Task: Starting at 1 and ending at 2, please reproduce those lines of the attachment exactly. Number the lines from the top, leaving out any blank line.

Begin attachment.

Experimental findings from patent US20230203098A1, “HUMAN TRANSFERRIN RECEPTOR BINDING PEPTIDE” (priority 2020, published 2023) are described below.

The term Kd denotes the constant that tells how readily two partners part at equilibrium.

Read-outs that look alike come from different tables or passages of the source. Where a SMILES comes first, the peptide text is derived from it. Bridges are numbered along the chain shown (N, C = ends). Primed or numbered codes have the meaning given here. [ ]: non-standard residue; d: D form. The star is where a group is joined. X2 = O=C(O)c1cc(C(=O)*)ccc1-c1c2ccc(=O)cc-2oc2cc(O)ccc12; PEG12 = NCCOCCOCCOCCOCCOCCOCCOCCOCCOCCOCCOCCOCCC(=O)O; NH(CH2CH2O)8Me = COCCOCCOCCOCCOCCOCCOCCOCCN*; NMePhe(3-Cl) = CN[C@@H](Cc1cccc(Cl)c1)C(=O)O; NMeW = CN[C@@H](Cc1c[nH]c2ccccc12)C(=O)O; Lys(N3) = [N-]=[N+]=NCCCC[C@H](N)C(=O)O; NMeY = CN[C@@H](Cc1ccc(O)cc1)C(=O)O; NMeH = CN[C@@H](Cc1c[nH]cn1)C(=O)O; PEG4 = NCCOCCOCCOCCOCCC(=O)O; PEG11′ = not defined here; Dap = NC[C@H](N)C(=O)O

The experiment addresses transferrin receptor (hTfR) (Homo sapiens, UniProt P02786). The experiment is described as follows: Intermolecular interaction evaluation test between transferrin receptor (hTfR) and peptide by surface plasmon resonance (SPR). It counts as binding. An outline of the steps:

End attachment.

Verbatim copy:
Experimental findings from patent US20230203098A1, “HUMAN TRANSFERRIN RECEPTOR BINDING PEPTIDE” (priority 2020, published 2023) are described below.

The term Kd denotes the constant that tells how readily two partners part at equilibrium.